Andor: The Family Fantasy Game – Fight or Flight?
KOSMOS released Legends of Andor a decade ago, hewing a new path for a lightweight cooperative fantasy adventure. Michael Menzel’s approachable art and KOSMOS’s excellent graphic design created an adventure solid enough to spawn numerous sequels and pseudo-sequels in the Andor universe.
But what if players wanted something simple? What if the 10+ age rating on Legends of Andor flitted out of reach for a younger group, or a family eager to introduce their younger players into the Andor property, knowing there was so much room to grow.
Enter Andor: The Family Fantasy Game, a game so similar in concept to Legends of Andor that BoardGameGeek calls it a reimplementation of the original title.
Andor: The Family Fantasy Game was designed by Inka and Markus Brand, illustrated by Michael Menzel, and published by KOSMOS. This version brings the difficulty level down to a 7+ crowd, and it lasts 30-45 minutes.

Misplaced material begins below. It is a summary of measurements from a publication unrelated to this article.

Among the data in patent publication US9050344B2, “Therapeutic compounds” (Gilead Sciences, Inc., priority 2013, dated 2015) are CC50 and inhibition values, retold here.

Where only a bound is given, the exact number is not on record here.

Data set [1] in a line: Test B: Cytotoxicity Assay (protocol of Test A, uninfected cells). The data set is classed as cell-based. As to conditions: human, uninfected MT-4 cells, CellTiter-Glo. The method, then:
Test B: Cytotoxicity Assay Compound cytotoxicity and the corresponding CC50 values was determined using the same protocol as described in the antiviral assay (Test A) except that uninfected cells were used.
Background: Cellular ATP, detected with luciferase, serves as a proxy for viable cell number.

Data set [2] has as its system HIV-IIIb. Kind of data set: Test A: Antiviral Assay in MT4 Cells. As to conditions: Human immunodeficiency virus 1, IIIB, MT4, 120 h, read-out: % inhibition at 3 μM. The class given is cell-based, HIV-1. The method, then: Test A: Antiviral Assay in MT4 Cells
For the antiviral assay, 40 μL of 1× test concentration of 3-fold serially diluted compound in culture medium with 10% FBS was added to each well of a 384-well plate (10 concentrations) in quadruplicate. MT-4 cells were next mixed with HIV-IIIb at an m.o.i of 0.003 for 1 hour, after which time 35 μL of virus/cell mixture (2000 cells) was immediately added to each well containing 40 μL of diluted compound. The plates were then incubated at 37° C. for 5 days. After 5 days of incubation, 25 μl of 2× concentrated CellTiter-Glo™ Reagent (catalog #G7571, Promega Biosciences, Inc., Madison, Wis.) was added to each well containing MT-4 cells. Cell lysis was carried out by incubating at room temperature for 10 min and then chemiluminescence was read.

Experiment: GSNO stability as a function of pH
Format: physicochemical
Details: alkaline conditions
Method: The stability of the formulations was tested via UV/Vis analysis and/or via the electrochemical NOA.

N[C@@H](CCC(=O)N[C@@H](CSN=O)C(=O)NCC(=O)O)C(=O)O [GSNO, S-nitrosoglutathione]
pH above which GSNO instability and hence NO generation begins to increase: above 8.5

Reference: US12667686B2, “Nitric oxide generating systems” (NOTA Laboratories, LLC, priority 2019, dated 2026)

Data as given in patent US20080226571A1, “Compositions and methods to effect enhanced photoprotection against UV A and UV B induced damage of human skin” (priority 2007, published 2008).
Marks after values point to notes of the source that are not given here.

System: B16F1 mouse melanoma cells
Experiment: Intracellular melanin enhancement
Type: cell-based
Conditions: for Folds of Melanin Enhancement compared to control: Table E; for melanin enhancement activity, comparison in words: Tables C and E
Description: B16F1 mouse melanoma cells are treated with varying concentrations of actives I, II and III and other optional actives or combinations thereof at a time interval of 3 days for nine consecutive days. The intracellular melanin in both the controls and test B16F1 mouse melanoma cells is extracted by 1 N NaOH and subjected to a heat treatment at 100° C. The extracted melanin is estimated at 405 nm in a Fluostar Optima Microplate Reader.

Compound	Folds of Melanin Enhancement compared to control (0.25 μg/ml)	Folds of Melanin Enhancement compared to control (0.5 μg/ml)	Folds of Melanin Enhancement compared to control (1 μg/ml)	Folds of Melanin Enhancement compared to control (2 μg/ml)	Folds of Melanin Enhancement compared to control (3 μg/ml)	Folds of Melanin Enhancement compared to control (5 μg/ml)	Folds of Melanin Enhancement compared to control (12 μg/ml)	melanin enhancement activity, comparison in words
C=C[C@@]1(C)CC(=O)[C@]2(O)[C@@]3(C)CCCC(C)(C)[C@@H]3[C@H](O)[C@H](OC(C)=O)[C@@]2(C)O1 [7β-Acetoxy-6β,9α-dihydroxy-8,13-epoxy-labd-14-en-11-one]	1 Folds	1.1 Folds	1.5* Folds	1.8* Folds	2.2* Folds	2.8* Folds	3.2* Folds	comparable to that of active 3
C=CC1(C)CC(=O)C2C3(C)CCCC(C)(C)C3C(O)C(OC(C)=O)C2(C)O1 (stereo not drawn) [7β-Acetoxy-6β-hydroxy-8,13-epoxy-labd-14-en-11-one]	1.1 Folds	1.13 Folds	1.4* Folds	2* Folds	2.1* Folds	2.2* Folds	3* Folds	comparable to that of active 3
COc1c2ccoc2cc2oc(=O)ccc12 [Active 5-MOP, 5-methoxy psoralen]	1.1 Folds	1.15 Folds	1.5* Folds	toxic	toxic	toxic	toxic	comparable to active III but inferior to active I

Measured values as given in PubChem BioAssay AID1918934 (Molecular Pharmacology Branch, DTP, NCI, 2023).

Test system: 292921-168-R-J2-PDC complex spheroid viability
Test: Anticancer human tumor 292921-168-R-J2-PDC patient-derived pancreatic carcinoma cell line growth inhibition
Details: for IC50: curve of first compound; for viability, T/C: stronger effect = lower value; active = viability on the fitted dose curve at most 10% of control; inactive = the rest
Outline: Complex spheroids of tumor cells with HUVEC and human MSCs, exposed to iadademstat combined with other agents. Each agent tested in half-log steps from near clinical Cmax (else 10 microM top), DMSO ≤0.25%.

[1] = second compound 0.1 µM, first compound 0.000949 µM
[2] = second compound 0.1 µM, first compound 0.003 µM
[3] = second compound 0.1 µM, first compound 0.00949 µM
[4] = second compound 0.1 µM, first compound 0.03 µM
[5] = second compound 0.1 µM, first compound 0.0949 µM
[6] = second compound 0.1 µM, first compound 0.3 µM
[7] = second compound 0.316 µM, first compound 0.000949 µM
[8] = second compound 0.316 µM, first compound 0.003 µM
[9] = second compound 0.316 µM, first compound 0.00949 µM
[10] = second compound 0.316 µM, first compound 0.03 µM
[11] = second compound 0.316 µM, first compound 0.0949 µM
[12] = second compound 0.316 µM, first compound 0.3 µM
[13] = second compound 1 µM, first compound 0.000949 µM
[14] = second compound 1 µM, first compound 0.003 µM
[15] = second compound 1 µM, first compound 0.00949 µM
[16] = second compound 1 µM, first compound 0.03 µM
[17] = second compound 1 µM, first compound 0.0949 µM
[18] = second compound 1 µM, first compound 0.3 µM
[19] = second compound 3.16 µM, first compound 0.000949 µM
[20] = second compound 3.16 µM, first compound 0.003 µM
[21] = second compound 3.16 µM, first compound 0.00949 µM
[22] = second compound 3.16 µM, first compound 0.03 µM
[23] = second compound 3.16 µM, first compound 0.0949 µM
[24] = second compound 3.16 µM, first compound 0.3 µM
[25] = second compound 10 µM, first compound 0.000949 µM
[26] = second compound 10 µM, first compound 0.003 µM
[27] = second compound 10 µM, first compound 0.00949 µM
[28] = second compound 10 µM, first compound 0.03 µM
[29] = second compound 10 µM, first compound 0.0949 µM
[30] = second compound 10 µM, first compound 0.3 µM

If you’ve played almost any game in the Andor series before, you’ll recognize a lot of the pieces in the box. Gors are back to torment the countryside, as is the dragon working his way to the town of Rietburg.
Your goal is to complete some number of tasks for the bridge guard to the mine, make it into the mine, and find the wolf mother’s three cubs before the dragon lays waste to Rietburg.
Each player chooses one of four very slightly asymmetric characters. KOSMOS generously provided art and standees that lets every player choose whether to play as a boy or a girl.
Put fog tokens face down on every spot to the left of the river that doesn’t have any other art in the space, and mine tokens on every spot to the right of it, again, face down. Put wells on the well spots, the bridge guard in front of the bridge, and the dragon token on its appropriate starting spot, depending on player count.
Each player puts one Gor on the board, starting at the “8” spot and counting down.
Take whichever task cards you want to try to complete during this game and place them red size up between the start and end cards. There are details in the rulebook on the specific tasks. There may be additional board setup depending on these tasks. You’re ready to play!
Playing the Game